I was talking with our son Trevor the other day and used the phrase “more money than God.” It occurred to me as I said it that the phrase could be taken two ways:
- The first is the typical way: So-and-so has a greater amount of money than God has. (Not that God needs money…)
- The second is more ominous: So-and-so has more money than the amount of God he has.
The second interpretation is the one Jesus warns us against, most concisely in Matthew 6:24: You cannot serve both God and mammon.
What is mammon? Wealth and riches, particularly in excess. Historically the word was thought to reference a demon or god associated with material wealth.
I’d like to think we’re not at risk of placing money ahead of God. We are not wealthy by US standards; we live on a budget and give to the church as best we can. Several years ago, Jodi and I began to dig out of debt—and while that journey is ongoing, last week we shared a short video outlining why we are supporting the parish’s BOLD FUTURE campaign.
We are blessed, we know it, and we are trying to share those blessings. Surely we have more God than money in our lives…right?
Originally published on The Net blog on the Saint Andrew Catholic Church and School website, September 5, 2018.
One of the other recurring themes during prayer at my silent retreat in Demontreville last month was scarcity versus abundance. This time of year—with summer winding down, school and activities ramping up, days getting noticeably shorter and cooler, and trees suddenly changing color—it’s easy to slip into a mentality of scarcity.
Not enough time.
Not enough money.
Not enough help.
Not enough of me to go around.
Of course, when we are feeling stressed in this way, it is appropriate to turn to God in prayer for help—but when we start with a mentality of scarcity, it is easy to slip into a spirituality of scarcity, in which our prayer is focused on what we lack and forgetful of all that we have. We become anxious about the present, worried about the future, and instead of asking for the peace, patience, wisdom and perseverance to get through the present moment, we beg for relief or escape. Continue reading
Blogger’s Note: Originally published on the Saint Andrew Catholic Church and School website, August 1, 2018.
Have you ever been a guest at a friend’s home and found yourself standing at the dinner table, trying to decide where to sit without being presumptuous or disrupting your hosts’ plans? This situation is common enough that Jesus references it in His teaching:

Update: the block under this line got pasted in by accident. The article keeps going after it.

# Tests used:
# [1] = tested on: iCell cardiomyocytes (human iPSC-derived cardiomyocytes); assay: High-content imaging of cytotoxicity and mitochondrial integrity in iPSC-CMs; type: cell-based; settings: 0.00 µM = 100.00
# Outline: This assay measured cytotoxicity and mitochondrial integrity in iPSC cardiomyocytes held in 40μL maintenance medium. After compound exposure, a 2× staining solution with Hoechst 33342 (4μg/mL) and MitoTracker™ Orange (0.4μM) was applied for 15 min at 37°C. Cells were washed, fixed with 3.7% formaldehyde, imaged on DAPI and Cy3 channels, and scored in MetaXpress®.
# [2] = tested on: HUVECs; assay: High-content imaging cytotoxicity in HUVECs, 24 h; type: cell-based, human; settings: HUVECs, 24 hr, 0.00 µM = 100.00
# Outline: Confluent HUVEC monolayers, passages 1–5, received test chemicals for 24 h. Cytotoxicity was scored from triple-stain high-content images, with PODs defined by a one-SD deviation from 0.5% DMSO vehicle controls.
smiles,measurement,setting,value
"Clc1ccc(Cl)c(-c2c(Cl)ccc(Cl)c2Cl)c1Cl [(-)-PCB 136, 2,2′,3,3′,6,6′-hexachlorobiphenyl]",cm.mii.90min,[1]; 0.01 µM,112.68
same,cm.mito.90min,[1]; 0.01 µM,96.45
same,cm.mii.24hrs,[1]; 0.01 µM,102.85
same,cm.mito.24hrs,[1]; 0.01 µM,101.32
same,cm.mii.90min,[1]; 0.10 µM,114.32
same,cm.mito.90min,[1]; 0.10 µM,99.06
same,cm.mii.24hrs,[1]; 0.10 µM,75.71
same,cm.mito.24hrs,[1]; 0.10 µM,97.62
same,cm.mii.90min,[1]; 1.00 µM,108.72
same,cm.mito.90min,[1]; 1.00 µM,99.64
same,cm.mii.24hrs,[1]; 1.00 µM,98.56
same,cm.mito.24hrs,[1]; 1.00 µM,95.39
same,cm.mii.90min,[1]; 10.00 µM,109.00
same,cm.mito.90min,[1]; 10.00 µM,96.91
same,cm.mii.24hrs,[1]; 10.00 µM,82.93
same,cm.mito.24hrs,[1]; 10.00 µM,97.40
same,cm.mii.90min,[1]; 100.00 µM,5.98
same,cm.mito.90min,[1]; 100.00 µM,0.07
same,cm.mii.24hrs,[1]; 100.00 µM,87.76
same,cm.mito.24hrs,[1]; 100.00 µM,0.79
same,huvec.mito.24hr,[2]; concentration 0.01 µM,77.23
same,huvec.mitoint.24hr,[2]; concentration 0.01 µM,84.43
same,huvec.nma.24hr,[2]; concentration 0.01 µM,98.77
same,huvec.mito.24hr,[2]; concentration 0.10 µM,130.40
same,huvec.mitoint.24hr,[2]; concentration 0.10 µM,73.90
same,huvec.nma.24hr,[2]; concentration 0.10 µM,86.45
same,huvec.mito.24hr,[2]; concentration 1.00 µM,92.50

“When you are invited by someone to a wedding banquet, do not recline at table in the place of honor. A more distinguished guest than you may have been invited by him, and the host who invited both of you may approach you and say, ‘Give your place to this man,’ and then you would proceed with embarrassment to take the lowest place. Rather, when you are invited, go and take the lowest place so that when the host comes to you he may say, ‘My friend, move up to a higher position.’ Then you will enjoy the esteem of your companions at the table” – Luke 14:8-10
That moment of awkward hesitation around the table stems from the recognition that there is a natural order to a dinner party: the head of the table is a place of honor; the host knows who is invited and who should sit where; we should follow his or her lead. Once the guest of honor or the head of the household is seated, the other guests generally move quickly into place. Continue reading
It came to pass that on the last day of the eighth month, after many months of prayer and seeking and exactly two months of joblessness (more or less), I finally found a new opportunity to serve. Today I started work as the communications, evangelization, and outreach coordinator for the Church of St. Andrew in Elk River.
It is a half-time position, which means it provides a base of steady income and the freedom and flexibility for me to write and pursue freelance work. But because it’s only half-time, it also requires me to find enough other work to cover our bills.
It is providential in many ways: Continue reading
It’s been awhile since I’ve written here. Last Wednesday I started a part-time job at FedEx Ground in Rogers, just to bring in some money while I pursue writing work. It is a young man’s game: 3:45 to 7 a.m., Tuesday through Saturday, sorting packages for daily delivery. I rise, stretch in the darkness, dress, eat a light breakfast, drink a little coffee followed by lots of water, and pray on the way into town. I work on a conveyor belt, loading trucks for their daily routes, and my manager and I are perhaps the only people over 30 working on our line. I am stiff and achy, but getting in shape and losing weight.
I am also losing sleep, in part because it’s tough to adjust to going to bed when the sun and the kids are still up, and in part because of the dreams. Continue reading